Wednesday 30 Jul

Sobering sounds

Copperheads with Depth & Current, Dudes of America and Oblivious

10 p.m. Saturday


113 N. Crawford Ave., Norman



07/30/2014 | Comments 0

Pony expression

Wild Ponies

8 p.m. Sunday

The Blue Door

2805 N. McKinley Ave.



07/30/2014 | Comments 0

Music Made Me: Josh Hogsett

Few, if any, Oklahoma bands have seen a rise as meteoric as Tallows over the past year, yet its seemingly overnight ascension didn’t happen by chance. The Oklahoma City four-piece is well-versed in the ways of modern pop songwriting, drawing from both glitchy electronica and cathartic indie rock in equal measure. Last year, the band pulled off a rare musical feat with its debut album, Memory Marrow, which was steeped heavily in the breadth of recent history yet managed to sound like nothing else before it.
07/30/2014 | Comments 0

Planting the seed

Chelsey Cope’s new band, Elms, is as earthy and native to Oklahoma as the trees that are their namesake. The soulful folk four-piece’s debut EP, Parallel Lines, was recorded at Bell Labs Recording Studio in Norman and is on its way in September. But the band has already given us a tease, with its first single, “Burn,” going live on SoundCloud on July 14.
07/22/2014 | Comments 0

Commercial rock

Center of the Universe Festival featuring Capital Cities, Young The Giant, AWOLNATION & more
Downtown Tulsa 

07/22/2014 | Comments 0
Home · Articles · Reviews · Hip Hop/Rap · Deus Eyeslow - Lyrical...
Hip Hop/Rap

Deus Eyeslow - Lyrical Voodoo

Joshua Boydston May 6th, 2014

Oklahoma has long been viewed as a mecca for songwriters and hell on earth for rappers. But that’s not necessarily the case, certainly not as of late.

While John Fullbright, Parker Millsap and John Moreland make a name for themselves on a national scale, so too do Josh Sallee, Jabee and Johnny Polygon.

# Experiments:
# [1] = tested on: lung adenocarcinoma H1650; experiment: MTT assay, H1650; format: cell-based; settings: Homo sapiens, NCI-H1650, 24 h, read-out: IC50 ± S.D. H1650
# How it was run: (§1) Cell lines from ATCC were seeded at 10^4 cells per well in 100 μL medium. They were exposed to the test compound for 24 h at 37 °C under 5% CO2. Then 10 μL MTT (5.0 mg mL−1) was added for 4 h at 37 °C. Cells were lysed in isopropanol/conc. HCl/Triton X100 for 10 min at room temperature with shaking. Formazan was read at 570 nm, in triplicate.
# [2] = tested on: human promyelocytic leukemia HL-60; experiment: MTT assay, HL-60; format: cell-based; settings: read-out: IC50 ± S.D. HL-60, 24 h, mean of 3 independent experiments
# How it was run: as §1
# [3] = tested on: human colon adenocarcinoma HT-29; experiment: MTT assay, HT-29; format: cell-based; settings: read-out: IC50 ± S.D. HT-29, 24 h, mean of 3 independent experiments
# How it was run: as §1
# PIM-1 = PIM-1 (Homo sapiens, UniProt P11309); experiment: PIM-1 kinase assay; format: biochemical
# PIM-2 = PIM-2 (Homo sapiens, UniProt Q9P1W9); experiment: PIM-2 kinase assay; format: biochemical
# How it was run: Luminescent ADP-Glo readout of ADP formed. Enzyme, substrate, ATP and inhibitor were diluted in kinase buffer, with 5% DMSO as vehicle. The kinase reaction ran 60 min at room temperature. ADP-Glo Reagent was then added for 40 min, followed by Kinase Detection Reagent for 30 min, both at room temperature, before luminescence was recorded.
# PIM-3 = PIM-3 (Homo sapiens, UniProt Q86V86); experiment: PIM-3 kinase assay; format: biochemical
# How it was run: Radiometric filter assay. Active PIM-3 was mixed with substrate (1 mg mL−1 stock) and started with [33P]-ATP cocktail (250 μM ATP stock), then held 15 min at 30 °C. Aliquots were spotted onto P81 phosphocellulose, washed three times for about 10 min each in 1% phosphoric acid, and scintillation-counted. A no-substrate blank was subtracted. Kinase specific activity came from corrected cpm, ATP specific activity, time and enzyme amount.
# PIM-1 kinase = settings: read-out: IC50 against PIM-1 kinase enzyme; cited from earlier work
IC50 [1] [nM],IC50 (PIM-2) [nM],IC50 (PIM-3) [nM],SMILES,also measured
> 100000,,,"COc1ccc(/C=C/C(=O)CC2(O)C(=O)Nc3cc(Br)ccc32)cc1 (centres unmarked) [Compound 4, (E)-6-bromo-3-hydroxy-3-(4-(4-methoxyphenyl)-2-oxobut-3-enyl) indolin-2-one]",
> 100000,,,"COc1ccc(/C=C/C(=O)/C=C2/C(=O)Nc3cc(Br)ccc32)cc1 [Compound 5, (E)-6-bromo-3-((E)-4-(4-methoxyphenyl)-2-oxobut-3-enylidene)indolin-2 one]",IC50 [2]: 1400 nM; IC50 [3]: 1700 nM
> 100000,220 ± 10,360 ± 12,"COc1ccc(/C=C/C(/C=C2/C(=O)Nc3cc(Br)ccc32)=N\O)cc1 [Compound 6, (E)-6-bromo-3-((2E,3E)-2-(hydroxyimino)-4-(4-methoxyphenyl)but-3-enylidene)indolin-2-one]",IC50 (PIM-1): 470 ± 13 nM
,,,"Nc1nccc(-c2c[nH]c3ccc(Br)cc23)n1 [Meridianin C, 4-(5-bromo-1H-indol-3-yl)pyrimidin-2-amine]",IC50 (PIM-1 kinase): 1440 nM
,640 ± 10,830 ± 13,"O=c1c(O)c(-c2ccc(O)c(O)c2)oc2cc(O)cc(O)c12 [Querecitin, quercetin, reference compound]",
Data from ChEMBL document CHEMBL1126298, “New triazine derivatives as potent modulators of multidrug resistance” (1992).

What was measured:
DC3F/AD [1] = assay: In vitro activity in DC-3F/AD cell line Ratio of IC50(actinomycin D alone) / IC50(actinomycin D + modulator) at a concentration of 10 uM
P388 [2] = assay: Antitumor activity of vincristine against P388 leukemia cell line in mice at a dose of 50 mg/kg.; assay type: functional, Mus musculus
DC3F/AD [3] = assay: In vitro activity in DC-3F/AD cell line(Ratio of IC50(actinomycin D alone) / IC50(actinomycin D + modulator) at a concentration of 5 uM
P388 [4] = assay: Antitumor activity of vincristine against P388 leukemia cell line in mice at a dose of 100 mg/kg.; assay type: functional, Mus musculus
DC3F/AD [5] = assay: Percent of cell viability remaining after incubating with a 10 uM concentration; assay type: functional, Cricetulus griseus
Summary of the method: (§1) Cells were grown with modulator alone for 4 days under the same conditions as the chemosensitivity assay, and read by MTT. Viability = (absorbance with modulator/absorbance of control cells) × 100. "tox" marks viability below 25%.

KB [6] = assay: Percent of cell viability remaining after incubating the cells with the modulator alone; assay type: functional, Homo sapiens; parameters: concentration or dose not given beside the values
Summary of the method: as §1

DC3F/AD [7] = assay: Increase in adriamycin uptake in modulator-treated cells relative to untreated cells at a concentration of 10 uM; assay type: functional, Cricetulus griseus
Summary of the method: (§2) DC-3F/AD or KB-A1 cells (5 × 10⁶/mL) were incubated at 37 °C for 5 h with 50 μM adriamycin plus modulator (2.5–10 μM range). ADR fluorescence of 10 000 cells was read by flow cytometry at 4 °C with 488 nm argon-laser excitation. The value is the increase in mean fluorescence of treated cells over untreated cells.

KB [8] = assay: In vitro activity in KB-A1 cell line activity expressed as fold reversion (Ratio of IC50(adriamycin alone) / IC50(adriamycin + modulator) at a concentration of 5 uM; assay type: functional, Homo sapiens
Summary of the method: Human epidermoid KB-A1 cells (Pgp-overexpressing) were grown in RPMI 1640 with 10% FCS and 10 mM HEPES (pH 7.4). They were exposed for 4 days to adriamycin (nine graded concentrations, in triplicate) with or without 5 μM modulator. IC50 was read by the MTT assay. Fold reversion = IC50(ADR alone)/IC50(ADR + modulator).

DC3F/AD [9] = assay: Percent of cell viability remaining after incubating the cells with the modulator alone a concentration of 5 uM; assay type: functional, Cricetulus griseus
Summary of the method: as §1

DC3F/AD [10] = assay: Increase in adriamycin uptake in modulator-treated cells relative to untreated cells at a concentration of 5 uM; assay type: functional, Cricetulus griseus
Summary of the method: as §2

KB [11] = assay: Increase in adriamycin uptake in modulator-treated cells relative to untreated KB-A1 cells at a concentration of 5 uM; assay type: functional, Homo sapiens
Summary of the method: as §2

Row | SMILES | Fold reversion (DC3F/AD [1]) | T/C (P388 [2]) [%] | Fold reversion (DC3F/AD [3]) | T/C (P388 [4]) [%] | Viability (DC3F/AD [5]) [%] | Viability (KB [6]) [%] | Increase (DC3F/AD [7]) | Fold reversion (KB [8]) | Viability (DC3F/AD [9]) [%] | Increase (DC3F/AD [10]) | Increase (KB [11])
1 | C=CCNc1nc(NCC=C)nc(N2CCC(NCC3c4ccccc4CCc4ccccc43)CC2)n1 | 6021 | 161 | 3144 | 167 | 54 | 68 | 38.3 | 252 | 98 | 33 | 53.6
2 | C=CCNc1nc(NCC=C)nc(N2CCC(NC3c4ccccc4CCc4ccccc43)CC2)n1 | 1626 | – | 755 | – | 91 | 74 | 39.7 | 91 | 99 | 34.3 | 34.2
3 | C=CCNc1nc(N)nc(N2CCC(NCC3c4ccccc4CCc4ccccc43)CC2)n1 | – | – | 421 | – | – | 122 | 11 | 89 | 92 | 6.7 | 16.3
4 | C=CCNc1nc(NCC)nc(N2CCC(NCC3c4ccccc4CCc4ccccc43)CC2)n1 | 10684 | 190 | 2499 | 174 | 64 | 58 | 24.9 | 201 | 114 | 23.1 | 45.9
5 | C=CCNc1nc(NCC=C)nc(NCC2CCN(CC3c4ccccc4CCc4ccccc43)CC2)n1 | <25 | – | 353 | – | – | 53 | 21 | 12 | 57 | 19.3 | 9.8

It’s the state for the underdogs, the fighters, the storytellers, its humble plains and prairie towns birthing the homegrown, blistering truths that mark the very best folk and hip-hop songs. Suddenly, the formerly barren Sooner State is feeling as fruitful a birthing place for quality emcees as anywhere else around.

Along comes Oklahoma City rapper Deus Eyeslow, the ice to Sallee’s fire (or the bag of Funyuns to Polygon’s blunt), and with his third mixtape, Lyrical Voodoo, he feels primed and ready to ascend to the local scene’s upper echelon rather than fall back with the rest of the pack. The charismatic record is chock-full of whip-smart, progressive party rap brought to life with an ease that’s hard to come by — a glassy-eyed daze but racing mind echoing Curren$y or Schoolboy Q.

That’s the glue that holds this eclectic collection — immaculately curated and created by producer Shawny C — together while the album shifts anywhere from vintage Snoop Dogg (“Outlaws”) to the jazz-bent work of the early ’90s (“Daddy’s Lil Girl”). Lyrical Voodoo is an apt descriptor; the album is an intoxicating cocktail of all things hip-hop, and a deadly one at that.

Opener “Riches” sets the bar high from the outset, finding Deus riffing over a skittish trip-hop beat and nailing a quality earworm hook in just over a minute. “Lost Soul” doubles up on that success. These moments provide the clearest glimpse of the emcee’s artistic future.

Deus has a sharp sense of humor (the South Park/Mr. Garrison sample in “Needles” is an unexpected but wholly inspired choice), and it’s one that he sprinkles as liberally through Lyrical Voodoo as Childish Gambino. But not every punch line lands; jokes fall flat, boasts feel empty and some hooks are a little too breezy for their own good.

More troublesome are the serviceable but nondescript entries like “Kings” or “Pay Me” — songs that might serve as highlights elsewhere but feel like requisite, Hip-Hop 101 placeholders here.

The MF Doom-divined “Muhuwahaha,” the bluesy “Stars” and the mesmerizing “Lady Sophie’s Disguise” are thoroughly more enjoyable. These songs find the wordsmith flexing his tongue-twisting muscle and husky voice more like a supervillain than a disposable henchman.

And that the 20-year-old Deus Eyeslow could feel so imposing — even in bursts — so early in his career is a telling sign. He is just a little time and personal growth away from flipping the switch to full-time lyrical monster from part-time musical menace.

  • Currently 3.5/5 Stars.
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